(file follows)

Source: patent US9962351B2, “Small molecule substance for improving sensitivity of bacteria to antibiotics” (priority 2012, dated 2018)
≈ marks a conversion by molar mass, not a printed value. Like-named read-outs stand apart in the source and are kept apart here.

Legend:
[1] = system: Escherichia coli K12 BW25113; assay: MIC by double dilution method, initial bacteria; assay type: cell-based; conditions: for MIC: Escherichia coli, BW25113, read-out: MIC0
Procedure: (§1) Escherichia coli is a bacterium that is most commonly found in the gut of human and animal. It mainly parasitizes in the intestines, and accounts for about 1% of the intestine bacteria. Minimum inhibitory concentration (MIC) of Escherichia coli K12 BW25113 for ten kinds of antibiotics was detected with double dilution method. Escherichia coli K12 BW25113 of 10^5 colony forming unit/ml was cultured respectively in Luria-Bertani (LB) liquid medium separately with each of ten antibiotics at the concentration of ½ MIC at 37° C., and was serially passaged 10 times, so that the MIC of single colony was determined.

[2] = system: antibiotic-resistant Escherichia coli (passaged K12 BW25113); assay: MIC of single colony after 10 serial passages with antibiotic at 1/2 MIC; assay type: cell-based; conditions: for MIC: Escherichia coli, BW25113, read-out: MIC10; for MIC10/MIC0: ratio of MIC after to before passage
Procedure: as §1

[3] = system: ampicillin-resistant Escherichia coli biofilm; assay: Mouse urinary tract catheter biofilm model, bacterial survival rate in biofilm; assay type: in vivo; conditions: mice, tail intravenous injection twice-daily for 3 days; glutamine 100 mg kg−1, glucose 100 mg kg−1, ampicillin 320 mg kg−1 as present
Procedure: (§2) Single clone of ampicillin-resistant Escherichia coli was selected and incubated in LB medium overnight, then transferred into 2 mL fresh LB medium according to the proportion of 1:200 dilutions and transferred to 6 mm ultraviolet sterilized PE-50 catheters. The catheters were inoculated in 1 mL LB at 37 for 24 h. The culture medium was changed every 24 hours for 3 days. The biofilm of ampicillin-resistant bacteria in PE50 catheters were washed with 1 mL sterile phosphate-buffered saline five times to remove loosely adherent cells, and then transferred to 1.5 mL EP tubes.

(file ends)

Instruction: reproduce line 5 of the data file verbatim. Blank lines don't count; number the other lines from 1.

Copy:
Procedure: (§1) Escherichia coli is a bacterium that is most commonly found in the gut of human and animal. It mainly parasitizes in the intestines, and accounts for about 1% of the intestine bacteria. Minimum inhibitory concentration (MIC) of Escherichia coli K12 BW25113 for ten kinds of antibiotics was detected with double dilution method. Escherichia coli K12 BW25113 of 10^5 colony forming unit/ml was cultured respectively in Luria-Bertani (LB) liquid medium separately with each of ten antibiotics at the concentration of ½ MIC at 37° C., and was serially passaged 10 times, so that the MIC of single colony was determined.